The intangible nature of humans seeking out risk recreation activities has often been justified as, "human beings have invented the concept 'risk' to help them understand and cope with the dangers and uncertainties of life". In any case, individuals must make subjective judgements of risk to facilitate appropriate choices of behaviour in any given situation, even though individuals might base these judgements on an objective, cautious, or even a self-managed risk assessment. These subjective judgements of these risks will often consequently be based in-turn, on any individual's own subjective ‘perception’ of those same risks. Individuals will either make a good judgement, or they will not. Both choices will ultimately have various consequences of those choices. We all agree on this part.

However, in high-risk adventure tourism activities, this ‘perception of risk’ is both a cognitive and an emotional response to the environment. A number of factors influence this response including experience in the situation, personality, age, gender and even culture. Researchers in psychology and sociology have made important contributions to the understanding of risk-perceptions as they might apply to risk-recreation activities. For example, individuals often tend to perceive less risk in behaviour that is voluntary, under their own personal control, or even that which is undertaken as part of a group. Adventure tourists typically will undertake activities voluntarily and as part of a group. The level of a participant's personal control in the activity, however, will vary between individuals and activities.

If an individual's perceptions of the risk in a desired adventure tourism activity indicate that it is acceptable, then they will be likely to do the activity. If these perceptions of risk are flawed or biased or if critical information is absent, then the individual may encounter risks in the activity that were unexpected. Where the individual is unprepared for this unexpected risk, the result could be a negative psychological experience caused by mishap-induced fear or embarrassment, or an accident resulting in physical injury. In structured adventure tourism activities, the avoidance of these situations rests with the activity's structure and the interaction between this design and the responsibilities of instructors and guides.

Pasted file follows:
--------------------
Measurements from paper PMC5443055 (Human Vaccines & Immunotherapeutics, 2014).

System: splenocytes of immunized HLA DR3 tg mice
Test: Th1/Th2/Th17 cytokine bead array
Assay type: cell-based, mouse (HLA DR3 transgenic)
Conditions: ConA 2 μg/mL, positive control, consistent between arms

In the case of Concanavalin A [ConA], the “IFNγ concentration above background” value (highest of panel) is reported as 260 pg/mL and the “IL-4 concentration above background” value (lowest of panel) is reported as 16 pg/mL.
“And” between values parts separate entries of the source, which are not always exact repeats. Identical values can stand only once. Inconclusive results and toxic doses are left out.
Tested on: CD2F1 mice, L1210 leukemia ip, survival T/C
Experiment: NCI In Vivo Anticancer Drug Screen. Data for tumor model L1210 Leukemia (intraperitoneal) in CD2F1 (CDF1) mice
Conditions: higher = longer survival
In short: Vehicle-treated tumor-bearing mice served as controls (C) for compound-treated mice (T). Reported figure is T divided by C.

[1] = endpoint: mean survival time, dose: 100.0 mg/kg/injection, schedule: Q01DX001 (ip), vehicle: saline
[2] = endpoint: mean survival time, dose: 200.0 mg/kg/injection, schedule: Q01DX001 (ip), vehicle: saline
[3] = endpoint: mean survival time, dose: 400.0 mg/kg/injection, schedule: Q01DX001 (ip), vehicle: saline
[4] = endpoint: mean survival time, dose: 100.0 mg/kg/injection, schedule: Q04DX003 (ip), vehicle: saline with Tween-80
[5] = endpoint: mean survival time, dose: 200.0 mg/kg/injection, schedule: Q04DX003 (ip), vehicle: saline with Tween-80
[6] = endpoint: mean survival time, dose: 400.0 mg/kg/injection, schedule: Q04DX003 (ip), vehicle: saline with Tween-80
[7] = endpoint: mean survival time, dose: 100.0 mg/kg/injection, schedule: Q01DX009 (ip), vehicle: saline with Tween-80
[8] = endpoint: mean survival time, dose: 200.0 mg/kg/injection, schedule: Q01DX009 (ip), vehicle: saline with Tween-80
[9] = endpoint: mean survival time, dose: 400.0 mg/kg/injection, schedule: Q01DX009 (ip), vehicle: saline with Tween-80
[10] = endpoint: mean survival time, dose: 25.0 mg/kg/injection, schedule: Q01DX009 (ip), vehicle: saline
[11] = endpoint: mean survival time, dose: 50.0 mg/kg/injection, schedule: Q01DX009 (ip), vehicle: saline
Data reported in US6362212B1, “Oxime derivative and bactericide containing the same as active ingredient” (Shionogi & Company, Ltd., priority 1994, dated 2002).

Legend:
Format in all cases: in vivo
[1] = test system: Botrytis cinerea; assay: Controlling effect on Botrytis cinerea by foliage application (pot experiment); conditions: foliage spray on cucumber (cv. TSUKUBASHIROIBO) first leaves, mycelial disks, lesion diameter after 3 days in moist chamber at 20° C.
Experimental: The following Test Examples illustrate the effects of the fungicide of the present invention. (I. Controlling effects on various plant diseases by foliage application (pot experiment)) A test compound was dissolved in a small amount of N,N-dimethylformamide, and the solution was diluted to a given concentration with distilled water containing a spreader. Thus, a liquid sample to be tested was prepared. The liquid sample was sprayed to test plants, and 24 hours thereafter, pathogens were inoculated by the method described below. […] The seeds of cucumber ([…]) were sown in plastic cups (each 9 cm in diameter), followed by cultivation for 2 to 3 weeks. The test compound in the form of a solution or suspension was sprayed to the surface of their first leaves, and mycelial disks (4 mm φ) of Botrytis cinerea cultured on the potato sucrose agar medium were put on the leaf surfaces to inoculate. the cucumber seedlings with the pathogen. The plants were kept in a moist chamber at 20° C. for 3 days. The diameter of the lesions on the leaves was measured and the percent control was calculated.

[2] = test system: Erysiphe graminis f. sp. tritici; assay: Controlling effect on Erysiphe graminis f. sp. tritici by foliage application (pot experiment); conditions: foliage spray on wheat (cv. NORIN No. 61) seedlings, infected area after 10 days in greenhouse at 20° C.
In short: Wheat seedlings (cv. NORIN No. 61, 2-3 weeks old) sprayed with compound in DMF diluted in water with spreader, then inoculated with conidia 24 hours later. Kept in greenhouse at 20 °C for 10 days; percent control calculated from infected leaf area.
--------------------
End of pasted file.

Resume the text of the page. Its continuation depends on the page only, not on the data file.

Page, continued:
In planning the structure, the operator will be mindful that adventure tourists are often drawn to activities that involve risk, excitement, fun and challenging adventure. The operator is then required to provide the dual aims of adequate safety and an ‘adventurous’ experience appropriate to client needs and desires. The interactions between risk management planning and the expectations of participants, is explored further in the next post.


Realistically, structuring adventure tourism activities demands a high level of expertise on the part of both Balinese tour operators and all of their employees. Adventure tourism operators must also possess the ability to assess and manage both the actual risk and also those risks that are ‘perceived’ by their clients. Appropriate safety levels obligates risk management at a margin appropriate to both individual and to group competencies. Now this, surely is a complex decision-making matrix!

Within this safety margin, each tour operator will attempt to meet their clients' desires for fun, excitement, arousal and feelings of achievement. However, variations between individuals, whether influenced through cultural, psychological or other influences, results in the possibility that clients will not have their expectations of ‘adventure’ met. This could be, for example, through a lack of challenge or a challenge that is distressing and dangerous. To facilitate these kinds of client assessment, a number of research areas are suggested below.